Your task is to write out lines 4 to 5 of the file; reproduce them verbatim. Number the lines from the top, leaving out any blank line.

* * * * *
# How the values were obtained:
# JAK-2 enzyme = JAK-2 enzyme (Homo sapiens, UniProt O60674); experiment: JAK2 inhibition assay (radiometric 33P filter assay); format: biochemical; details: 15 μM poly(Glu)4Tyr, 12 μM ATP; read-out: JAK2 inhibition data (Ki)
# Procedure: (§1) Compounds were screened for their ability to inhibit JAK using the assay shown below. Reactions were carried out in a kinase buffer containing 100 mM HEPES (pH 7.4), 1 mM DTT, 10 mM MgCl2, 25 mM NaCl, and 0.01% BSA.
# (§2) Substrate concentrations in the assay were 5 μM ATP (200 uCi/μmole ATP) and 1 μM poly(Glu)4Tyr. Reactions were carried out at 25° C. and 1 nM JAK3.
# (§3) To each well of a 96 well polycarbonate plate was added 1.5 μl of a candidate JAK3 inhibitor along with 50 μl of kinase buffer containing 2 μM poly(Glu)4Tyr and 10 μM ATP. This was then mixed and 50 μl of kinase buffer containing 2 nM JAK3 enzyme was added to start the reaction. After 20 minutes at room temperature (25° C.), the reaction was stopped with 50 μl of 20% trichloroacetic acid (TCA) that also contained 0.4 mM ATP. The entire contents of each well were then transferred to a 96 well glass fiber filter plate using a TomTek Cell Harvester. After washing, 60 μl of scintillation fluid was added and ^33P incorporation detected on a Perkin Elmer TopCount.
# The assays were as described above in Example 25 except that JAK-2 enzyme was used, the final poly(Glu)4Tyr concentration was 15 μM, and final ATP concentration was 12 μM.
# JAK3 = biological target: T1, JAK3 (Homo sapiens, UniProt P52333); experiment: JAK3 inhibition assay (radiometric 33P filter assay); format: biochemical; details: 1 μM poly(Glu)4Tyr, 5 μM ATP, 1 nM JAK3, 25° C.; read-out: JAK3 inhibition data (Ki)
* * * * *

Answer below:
# (§2) Substrate concentrations in the assay were 5 μM ATP (200 uCi/μmole ATP) and 1 μM poly(Glu)4Tyr. Reactions were carried out at 25° C. and 1 nM JAK3.
# (§3) To each well of a 96 well polycarbonate plate was added 1.5 μl of a candidate JAK3 inhibitor along with 50 μl of kinase buffer containing 2 μM poly(Glu)4Tyr and 10 μM ATP. This was then mixed and 50 μl of kinase buffer containing 2 nM JAK3 enzyme was added to start the reaction. After 20 minutes at room temperature (25° C.), the reaction was stopped with 50 μl of 20% trichloroacetic acid (TCA) that also contained 0.4 mM ATP. The entire contents of each well were then transferred to a 96 well glass fiber filter plate using a TomTek Cell Harvester. After washing, 60 μl of scintillation fluid was added and ^33P incorporation detected on a Perkin Elmer TopCount.